Root-filled soils are hot spots of nutrient cycling and carbon storage. New research finds that the world has lost millions of cubic meters of rooted soil volume—and we’re on track to lose much more.
Measuring the Ins and Outflows of Estuaries
Scientists modeled monitoring schemes in three different estuaries to determine instrument layouts that could effectively and efficiently measure exchanges of salt water and freshwater.
Respiration Quotient Variability and Ocean Oxygen Levels￼
Respiration quotients in the Atlantic and Pacific Oceans reflect different water temperature, nutrient stress and phytoplankton community structure, important for regional carbon and oxygen cycling.
High-Frequency Monitoring Reveals Riverine Nitrogen Removal
Years of daily readings provide an unprecedented view into how a submerged aquatic meadow kept nitrogen from reaching the St. Lawrence Estuary as well as insights on how climate change may alter it.
The Burning Tundra
As wildfires blaze through the Arctic, scientists examine the role of landscape characteristics on wildfire ecosystem responses in northern aquatic ecosystems.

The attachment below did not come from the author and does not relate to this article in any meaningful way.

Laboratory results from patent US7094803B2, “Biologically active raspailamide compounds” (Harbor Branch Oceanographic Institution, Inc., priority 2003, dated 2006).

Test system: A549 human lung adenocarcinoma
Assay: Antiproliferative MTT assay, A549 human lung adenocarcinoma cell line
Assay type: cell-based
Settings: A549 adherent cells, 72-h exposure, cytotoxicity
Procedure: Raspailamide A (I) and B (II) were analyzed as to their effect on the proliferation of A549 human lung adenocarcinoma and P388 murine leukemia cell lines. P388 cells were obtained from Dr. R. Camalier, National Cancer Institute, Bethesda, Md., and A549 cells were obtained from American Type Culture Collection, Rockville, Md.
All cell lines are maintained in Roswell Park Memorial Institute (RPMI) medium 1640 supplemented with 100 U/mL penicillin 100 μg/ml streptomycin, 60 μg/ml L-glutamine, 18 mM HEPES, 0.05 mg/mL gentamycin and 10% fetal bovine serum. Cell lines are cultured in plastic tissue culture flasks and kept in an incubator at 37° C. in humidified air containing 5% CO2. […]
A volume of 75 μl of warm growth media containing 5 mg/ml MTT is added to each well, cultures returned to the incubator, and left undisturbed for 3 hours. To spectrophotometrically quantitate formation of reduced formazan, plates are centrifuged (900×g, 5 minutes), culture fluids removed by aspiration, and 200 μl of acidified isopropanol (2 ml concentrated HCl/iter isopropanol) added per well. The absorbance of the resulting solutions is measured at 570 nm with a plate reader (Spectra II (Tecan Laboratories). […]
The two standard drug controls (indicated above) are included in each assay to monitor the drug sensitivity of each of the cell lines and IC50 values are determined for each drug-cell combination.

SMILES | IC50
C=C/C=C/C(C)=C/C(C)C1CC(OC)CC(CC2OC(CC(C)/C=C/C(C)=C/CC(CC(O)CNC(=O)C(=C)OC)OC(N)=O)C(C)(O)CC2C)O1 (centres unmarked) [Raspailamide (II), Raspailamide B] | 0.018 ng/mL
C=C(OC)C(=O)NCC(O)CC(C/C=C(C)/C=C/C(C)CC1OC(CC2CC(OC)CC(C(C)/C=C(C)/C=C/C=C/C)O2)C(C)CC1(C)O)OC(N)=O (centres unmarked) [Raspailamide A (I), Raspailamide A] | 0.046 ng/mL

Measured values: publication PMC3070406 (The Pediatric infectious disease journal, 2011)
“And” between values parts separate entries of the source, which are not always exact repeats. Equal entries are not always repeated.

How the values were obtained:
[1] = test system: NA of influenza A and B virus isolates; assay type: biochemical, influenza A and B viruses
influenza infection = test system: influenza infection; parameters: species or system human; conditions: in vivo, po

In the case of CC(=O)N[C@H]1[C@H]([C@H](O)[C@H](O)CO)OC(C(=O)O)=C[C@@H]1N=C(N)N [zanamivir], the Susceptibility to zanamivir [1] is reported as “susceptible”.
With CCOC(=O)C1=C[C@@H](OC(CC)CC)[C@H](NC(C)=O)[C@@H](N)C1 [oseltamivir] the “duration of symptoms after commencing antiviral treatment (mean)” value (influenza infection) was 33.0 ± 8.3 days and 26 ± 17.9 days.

Wetlands on the Farm: Potent, Nutrient-Capturing Tools in (Relatively) Small Packages
Constructed wetlands can significantly reduce water pollution from tile-drained farms.
Missouri River Floodplain Expansion, Services, and Resiliency
Benefits might accrue for both wildlife and climate resiliency if more floodplains along the lower Missouri River were allowed to flood.
Impact of Climate on River Chemistry Across the United States
Findings of a new study have implications for water quality, aquatic ecosystem health, and water treatment and management as the world warms.
The Ocean Is Still Sucking Up Carbon—Maybe More Than We Think
Recent studies looking at carbon-sequestering microbes suggest we still have a lot to learn about the ocean’s biological carbon pump.